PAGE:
Land, air and sea borders between Saudi Arabia and Qatar will reportedly reopen ahead of the upcoming Gulf Cooperation Council summit. The US-brokered deal ends the diplomatic standoff that began in June 2017.
Riyadh will open the borders on Monday night, multiple media outlets reported citing the Kuwaiti foreign minister Sheikh Ahmad Nasser Al-Mohammad Al-Sabah. Bahrain, Egypt and the United Arab Emirates will also lift their blockade of Qatar, while Doha will abandon its legal challenges to the embargo, according to Israeli public radio.
The Gulf crisis ends:
* Saudi Arabia and Qatar will open their borders and air spaces
* The UAE, Bahrain and Egypt will lift the embargo on Qatar.
* Qatar will abandon all the lawsuits
* Kushner will attend the signing of the Gulf deal
— Amichai Stein (@AmichaiStein1) January 4, 2021
All sides have also reportedly pledged to end “media campaigns” against each other. Qatar owns Al Jazeera, a major international news network.
A formal agreement will be signed at the GCC summit that is scheduled to begin in Saudi Arabia on Tuesday. Emir Tamim Bin Hamad al-Thani, the ruler of Qatar, is expected to attend – for the first time since the diplomatic crisis broke out in 2017.
Also in attendance will be Jared Kushner, US President Donald Trump’s envoy for the Middle East and White House adviser who reportedly helped broker the deal. Kushner was working the phones until early Monday morning, negotiating the last details of the agreement, a White House official told reporters on a background call.
Saudi Arabia, Qatar to sign U.S.-brokered deal to ease Gulf crisis – Axios https://t.co/ZpzaXWpiqV
— Team Trump (Text TRUMP to 88022) (@TeamTrump) January 4, 2021
Kushner had visited Doha and Riyadh last month, meeting with both Emir Tamim of Qatar and Crown Prince Mohammed bin Salman of Saudi Arabia.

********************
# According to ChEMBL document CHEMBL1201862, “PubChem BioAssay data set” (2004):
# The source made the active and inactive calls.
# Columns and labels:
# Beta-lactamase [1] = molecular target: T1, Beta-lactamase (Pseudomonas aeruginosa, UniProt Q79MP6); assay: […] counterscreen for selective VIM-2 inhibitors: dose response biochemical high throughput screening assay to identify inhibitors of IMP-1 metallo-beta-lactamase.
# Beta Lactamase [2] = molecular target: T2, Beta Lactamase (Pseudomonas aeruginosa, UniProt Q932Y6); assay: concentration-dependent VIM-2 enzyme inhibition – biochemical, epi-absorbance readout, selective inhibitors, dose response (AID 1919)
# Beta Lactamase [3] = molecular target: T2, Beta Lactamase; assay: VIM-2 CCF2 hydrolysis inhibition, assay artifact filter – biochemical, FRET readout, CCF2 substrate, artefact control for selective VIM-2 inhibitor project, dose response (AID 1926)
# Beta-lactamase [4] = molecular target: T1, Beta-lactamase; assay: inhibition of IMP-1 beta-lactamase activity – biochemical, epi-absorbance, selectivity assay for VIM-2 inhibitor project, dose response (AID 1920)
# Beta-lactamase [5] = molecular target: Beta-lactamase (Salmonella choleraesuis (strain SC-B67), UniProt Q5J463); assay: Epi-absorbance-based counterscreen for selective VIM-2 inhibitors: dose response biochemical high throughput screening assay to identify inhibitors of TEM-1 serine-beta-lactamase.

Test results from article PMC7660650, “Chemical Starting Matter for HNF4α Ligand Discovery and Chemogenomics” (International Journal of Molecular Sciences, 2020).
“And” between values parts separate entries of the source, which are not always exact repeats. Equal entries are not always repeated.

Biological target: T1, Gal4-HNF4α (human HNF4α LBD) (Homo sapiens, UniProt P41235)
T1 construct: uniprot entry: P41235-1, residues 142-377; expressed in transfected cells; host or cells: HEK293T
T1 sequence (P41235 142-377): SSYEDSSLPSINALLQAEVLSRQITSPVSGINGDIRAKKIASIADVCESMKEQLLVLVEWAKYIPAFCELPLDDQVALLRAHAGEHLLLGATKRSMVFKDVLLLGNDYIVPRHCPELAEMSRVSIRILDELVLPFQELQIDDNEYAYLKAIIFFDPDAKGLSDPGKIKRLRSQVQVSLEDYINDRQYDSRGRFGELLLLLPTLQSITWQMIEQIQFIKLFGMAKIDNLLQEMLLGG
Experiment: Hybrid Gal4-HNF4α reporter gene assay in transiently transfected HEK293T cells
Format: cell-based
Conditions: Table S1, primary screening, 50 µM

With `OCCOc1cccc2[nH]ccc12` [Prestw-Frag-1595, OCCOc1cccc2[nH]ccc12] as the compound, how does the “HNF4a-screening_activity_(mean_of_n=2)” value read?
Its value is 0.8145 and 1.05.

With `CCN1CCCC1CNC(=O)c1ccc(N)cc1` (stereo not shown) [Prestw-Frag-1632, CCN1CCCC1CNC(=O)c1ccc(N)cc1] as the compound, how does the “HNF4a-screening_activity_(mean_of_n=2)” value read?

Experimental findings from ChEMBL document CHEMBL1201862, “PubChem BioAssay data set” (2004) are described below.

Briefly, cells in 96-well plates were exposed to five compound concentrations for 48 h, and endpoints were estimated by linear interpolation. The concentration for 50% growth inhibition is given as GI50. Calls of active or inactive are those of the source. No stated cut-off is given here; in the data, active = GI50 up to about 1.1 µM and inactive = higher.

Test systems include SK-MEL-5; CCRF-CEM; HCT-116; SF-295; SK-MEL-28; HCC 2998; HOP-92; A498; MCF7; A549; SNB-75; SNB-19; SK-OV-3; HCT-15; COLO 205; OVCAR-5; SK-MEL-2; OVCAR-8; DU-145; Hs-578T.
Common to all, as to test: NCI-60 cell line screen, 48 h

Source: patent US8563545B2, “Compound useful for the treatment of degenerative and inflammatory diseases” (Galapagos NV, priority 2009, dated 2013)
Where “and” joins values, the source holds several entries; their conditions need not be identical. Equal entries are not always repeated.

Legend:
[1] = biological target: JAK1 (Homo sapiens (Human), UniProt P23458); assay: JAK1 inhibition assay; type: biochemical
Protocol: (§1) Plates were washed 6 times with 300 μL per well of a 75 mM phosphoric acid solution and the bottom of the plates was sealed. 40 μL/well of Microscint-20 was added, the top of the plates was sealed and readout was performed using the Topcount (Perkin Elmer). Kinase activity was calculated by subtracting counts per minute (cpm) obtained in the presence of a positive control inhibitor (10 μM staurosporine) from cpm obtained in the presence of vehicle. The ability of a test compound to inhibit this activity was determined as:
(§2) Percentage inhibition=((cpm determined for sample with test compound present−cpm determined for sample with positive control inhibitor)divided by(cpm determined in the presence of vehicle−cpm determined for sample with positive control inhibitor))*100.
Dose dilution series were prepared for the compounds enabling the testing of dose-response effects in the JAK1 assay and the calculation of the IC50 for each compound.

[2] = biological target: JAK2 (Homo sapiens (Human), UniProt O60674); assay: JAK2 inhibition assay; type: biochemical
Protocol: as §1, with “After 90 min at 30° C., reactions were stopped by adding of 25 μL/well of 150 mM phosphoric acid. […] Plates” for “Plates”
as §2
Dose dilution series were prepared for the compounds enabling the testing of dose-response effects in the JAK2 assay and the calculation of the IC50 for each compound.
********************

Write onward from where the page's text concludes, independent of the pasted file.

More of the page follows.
The Kingdom and its Gulf allies imposed an embargo against Qatar in early June 2017 – just days after Trump’s visit to the region – accusing the al-Thani dynasty of sympathies for Islamic State (IS, formerly ISIS) terrorists and Iran. The dispute proved awkward for the US, which has troops and bases in Qatar, Bahrain, Saudi Arabia and the UAE.
Saudi news agency SPA quoted Prince Mohammed bin Salman as saying the GCC summit would unite the Gulf “in the face of challenges facing the region,” presumably referring to Iran.
Appealing to mutual hostility towards Tehran, Kushner has brokered a series of deals between Middle Eastern states and Israel last year, starting with the UAE in August, followed by Bahrain in September and Sudan in October. Saudi Arabia has not formally joined what was dubbed the ‘Abraham Accords.’
However, Axios cited an anonymous Gulf Arab diplomat who said that while some of the issues between Qatar and the GCC were solved, the “root causes” still remain, including “bad personal relationships between the leaders and big policy differences on Iran, Turkey and the Muslim Brotherhood.”
(This story has been published from RT News Network feed, without modifications to the text)